The image, the icon, the fleeting moments of memories, the abstraction of shape and line, all coalesce in the work by Brittan Aebischer. Focusing on the relativity of both the personal and shared memories, Brittan’s work utilises both assemblage techniques and mixed media on canvas to convey surreal and abstract picture-scapes; often depicting the nude form juxtaposed against ontological ruminations and distorted landscapes. Relying on the found object for direct inspirational links, each work created takes a life of its own in an often meandering and endless journey of color, texture, line, and abstraction. The object guides the artist through a journey, providing inspiration for the overall compositional structure. Brittan is a wanderer, often revealing literal and figurative objects found off the street, in book stores, in rubbish, or in his studio. It is this day-to-day process of collecting, thinking, and synthesising that brings light to Brittan’s technique of layering; each piece being constructed with at least 3 or more physical layers of canvas, paint, found objects, and ink. Though Brittan pre-determines the execution of each piece, the result is always unclear. Brittan states;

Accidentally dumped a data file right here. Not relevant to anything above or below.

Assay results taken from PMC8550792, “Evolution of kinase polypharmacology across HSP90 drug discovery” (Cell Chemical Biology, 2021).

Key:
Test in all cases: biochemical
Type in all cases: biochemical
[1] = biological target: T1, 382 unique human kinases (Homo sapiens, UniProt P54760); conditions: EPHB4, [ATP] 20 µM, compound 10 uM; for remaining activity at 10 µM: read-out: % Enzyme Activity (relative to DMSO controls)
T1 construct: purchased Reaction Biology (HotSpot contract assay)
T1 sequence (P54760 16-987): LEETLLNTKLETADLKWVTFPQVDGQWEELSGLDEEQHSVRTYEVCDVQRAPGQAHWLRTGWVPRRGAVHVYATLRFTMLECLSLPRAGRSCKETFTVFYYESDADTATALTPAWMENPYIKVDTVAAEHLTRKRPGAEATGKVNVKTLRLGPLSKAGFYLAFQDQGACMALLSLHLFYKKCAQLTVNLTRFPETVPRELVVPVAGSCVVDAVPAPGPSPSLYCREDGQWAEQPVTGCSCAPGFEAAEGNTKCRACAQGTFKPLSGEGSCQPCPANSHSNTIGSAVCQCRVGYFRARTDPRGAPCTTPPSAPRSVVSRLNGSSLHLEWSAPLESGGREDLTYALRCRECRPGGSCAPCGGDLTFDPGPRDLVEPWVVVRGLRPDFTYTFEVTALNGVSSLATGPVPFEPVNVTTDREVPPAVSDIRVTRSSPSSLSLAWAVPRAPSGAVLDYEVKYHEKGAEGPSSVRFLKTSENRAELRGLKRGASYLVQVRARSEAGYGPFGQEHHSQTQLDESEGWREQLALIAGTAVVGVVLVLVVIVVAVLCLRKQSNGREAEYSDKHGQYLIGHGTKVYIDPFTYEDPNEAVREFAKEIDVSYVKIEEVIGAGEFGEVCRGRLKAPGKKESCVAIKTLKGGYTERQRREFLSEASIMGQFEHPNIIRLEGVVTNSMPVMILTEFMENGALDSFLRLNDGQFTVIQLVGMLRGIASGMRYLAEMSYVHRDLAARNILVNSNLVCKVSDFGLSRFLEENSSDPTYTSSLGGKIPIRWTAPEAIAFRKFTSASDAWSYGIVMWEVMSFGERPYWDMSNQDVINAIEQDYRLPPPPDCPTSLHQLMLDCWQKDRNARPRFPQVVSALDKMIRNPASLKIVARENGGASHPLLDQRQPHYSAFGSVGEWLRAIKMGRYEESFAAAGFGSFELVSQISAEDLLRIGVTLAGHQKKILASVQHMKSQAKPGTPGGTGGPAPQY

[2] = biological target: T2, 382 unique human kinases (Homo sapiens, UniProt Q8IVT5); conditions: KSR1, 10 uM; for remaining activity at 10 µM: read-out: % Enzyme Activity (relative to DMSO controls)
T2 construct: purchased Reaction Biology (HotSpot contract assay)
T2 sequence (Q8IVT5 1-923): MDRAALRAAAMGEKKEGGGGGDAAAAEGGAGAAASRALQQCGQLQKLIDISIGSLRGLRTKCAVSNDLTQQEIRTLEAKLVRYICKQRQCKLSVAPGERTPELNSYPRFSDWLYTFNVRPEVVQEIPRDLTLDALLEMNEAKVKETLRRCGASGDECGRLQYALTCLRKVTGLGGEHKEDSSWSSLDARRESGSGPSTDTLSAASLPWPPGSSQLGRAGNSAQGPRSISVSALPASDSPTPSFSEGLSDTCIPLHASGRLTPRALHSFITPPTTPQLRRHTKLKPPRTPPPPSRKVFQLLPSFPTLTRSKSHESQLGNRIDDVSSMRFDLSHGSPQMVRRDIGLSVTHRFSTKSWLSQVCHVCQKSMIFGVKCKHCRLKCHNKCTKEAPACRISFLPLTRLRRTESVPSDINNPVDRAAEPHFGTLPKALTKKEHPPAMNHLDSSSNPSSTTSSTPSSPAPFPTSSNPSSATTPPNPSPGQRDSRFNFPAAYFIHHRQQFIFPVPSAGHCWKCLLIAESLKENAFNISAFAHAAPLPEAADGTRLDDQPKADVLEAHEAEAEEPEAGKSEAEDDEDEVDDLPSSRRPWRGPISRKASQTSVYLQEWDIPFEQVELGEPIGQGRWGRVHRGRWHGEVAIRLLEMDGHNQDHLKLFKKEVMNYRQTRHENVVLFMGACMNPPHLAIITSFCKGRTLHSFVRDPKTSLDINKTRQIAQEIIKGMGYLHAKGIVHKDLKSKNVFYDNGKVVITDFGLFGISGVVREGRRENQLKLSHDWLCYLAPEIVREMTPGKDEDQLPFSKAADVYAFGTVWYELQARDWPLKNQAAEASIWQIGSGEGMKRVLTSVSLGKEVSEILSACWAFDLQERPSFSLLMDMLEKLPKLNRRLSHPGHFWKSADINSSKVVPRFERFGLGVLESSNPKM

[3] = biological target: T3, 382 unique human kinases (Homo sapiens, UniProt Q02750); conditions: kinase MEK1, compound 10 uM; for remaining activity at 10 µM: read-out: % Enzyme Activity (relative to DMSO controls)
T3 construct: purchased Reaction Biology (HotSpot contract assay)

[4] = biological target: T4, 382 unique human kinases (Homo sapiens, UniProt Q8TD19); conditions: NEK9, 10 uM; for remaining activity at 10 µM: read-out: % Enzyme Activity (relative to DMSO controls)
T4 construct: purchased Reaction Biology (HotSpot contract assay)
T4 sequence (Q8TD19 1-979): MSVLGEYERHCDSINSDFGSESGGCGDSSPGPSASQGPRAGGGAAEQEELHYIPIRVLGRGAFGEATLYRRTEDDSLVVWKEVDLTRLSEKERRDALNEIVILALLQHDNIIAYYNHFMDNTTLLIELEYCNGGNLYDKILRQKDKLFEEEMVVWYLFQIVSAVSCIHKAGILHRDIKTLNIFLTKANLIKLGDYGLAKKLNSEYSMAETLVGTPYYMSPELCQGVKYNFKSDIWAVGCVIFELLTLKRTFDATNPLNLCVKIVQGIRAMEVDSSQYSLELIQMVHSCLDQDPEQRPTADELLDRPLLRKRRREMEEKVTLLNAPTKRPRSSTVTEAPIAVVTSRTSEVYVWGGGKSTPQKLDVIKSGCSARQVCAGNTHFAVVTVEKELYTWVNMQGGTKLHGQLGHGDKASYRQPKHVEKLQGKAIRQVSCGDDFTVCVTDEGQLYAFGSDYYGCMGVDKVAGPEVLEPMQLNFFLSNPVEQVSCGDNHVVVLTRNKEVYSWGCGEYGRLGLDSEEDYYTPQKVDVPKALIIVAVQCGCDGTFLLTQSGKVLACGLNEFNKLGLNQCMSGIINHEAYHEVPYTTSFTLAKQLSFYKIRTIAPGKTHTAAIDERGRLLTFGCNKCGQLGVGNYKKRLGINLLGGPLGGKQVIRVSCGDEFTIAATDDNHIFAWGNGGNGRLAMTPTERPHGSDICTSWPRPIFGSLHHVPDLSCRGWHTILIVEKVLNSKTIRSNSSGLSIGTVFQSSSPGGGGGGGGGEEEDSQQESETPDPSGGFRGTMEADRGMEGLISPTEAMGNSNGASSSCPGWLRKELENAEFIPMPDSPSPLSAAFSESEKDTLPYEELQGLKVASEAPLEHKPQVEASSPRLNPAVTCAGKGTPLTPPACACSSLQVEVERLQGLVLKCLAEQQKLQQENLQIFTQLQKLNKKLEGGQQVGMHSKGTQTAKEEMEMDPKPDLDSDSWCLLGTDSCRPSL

“The found object once placed within the composition, directly effects all the other elements within the piece. Inevitably, as each piece is added, it compounds the message and changes the direction of the work. Thus, I never know how the work will look in the end; that is a personal joy I have with my own practice.” Messy and yet controlled, Brittan’s picture making evokes a quiet uneasiness, often confronting the viewer with compounding questions that are unanswerable. It is Brittan’s belief that art should evoke the true nature of humanity through the revelation and confrontation that all humans are imperfect, inevitably pointing us to the fact that it is our imperfections that is what gives us beauty, nothing else.
Gloria Carnevale is an artist, designer, educator and speaker who has lived and worked in Shenzhen for the past seven years. She is a founding member of ISZAF and is currently the Co-Chair. Gloria works as the Head of the Arts Department for Visual Arts and Design at the International School of Nanshan Shenzhen (ISNS). She teaches senior level visual arts courses and is also qualified to teach design and technology.